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Music, Dyslexia and Technology-pt. 2

Nick Sermon spoke at the British Dyslexia Music Conference. He ‘lets us in’ on what he spoke about; how to utilize technology to help dyslexic students studying music. Part 2.

Following the conference I was delighted at the positive response that I received when conveying my ideas and the new found followers on Twitter that I received since.
One of the most engaging sessions at the conference concerned the software package Musescore.

Over the years I had relied on Sibelius for all my scoring options but the idea of using a free package was highly engaging especially when you consider it’s accessibility options that would support a Dyslexic learner.

I was fascinated by the fact that you could give notes specific colors using a plugin.

Quiet possibly this can be done by other editors and would welcome the feedback but anything that’s free is always great.

Taking time at the moment to investigate this package further and how it responds on my Mac.

Recently I was contacted through my work with the BDA for guidance on learning music theory from scratch by a University Music Production student who is Dyslexic. Well that was a question that I needed time to think about but I was drawn back to a resource that I have used many times.

Today there are so many resources so you can find something for everyone. Certainly the ABRSM apps are wonderful and make teaching music easier. However they are just one of hundreds that are available.  

I advised this student to use and as such I have heard nothing since so all I can presume is that it worked well.

Finally I was contacted by one of the delegates from the conference and he talked about how much he enjoyed my presentation and how his school liked the idea. It certainly made me feel very happy that the ideas I have are being adopted.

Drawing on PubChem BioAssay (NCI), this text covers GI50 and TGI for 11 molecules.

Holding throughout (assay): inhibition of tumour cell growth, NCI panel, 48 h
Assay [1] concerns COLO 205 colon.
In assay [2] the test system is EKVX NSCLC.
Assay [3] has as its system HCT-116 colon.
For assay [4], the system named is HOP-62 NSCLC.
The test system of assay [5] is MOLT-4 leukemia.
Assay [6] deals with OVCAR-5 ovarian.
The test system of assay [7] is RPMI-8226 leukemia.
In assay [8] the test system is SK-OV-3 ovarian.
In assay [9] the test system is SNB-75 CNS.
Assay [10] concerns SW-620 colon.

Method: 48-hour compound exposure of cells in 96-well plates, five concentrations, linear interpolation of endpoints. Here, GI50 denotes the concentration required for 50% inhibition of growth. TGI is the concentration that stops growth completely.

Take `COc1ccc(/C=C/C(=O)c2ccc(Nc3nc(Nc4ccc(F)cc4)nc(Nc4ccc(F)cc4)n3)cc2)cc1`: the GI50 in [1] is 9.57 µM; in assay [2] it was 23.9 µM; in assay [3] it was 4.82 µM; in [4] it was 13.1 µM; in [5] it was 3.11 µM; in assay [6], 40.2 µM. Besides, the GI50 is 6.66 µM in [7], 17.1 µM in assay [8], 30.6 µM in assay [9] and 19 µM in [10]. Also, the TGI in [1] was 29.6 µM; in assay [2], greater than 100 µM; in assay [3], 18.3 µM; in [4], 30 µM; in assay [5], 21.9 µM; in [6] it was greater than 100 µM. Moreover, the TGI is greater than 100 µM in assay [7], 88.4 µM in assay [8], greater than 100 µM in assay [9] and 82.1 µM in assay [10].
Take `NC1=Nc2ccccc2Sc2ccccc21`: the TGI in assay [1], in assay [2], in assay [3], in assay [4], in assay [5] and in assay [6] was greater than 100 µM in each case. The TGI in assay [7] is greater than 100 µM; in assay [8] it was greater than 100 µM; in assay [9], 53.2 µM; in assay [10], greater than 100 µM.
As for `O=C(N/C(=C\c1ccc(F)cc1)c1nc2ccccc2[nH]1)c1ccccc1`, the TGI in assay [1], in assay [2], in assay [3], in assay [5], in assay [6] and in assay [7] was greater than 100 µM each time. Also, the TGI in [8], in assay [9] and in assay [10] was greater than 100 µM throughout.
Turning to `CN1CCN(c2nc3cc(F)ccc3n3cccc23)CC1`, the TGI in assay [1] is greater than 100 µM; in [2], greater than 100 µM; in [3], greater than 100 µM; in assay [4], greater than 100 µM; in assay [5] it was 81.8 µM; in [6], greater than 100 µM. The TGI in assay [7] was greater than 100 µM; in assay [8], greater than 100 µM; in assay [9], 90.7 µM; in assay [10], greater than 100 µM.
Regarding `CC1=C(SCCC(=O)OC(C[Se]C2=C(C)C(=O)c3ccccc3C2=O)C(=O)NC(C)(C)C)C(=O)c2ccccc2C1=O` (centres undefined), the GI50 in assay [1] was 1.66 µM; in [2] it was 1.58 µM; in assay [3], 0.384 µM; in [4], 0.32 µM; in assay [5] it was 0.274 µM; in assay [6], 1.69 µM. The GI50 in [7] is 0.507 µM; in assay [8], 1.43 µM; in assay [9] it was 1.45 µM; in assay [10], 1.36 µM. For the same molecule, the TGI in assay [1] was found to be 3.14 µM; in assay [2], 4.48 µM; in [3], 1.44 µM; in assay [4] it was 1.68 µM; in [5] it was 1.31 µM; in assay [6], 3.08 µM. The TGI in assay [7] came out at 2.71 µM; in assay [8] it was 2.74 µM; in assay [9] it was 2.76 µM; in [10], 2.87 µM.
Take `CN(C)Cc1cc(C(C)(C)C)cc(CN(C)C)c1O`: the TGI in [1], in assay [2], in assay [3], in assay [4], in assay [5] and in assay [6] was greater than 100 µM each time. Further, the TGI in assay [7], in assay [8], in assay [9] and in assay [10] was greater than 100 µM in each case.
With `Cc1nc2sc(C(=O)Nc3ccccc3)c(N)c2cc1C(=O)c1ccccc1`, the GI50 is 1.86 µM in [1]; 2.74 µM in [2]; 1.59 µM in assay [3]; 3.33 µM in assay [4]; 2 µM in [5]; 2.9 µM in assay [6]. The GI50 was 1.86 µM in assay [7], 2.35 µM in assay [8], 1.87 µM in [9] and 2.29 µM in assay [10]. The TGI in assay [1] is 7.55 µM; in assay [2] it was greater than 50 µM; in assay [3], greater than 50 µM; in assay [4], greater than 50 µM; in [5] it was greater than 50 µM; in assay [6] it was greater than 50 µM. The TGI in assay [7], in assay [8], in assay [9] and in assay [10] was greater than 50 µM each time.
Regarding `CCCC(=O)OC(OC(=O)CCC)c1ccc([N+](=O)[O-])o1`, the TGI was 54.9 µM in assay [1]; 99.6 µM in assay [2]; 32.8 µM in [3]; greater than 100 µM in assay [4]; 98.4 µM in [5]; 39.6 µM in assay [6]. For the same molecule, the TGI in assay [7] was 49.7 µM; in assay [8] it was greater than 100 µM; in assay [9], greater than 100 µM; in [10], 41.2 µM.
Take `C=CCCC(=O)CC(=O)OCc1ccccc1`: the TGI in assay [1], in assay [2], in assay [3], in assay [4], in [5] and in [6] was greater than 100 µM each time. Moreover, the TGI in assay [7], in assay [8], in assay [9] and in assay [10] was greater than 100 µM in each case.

However the question about storage of the videos was raised and the most appropriate method for this. G.D.P.R. has made all consider how we consider data and images are extremely important and you should always seek permission if working in an education establishment.

Many organization have now progressed to either Office 365 or Google Apps as if you are in education they are free and offer fabulous options for storage.

I am not afraid to say that I am a big fan of Google and through their Drive all videos and photos are automatically backed up when you use an Android or Apple device.

Both organizations offer incredible levels of security thus ensuring your data is safe. As I progress further with this research I will keep you updated with the feedback I receive.

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The author

Nick Sermon is a Primary School Teacher with subject leadership in the Arts and Maths. He has worked in music education for 20 years with the majority of the time being within Further Education, but he has also supported his local Music Hub and has been a Director of Music for The RAF Air Cadets establishing two national ensembles. Being Dyslexic himself he has developed a passion for technology as he has used this to support his career in education. He wants pupils to have these opportunities so to have the opportunity to express themselves and succeed. All aspects of mobile technology are considered if ultimately they raise the attainment of the pupil.

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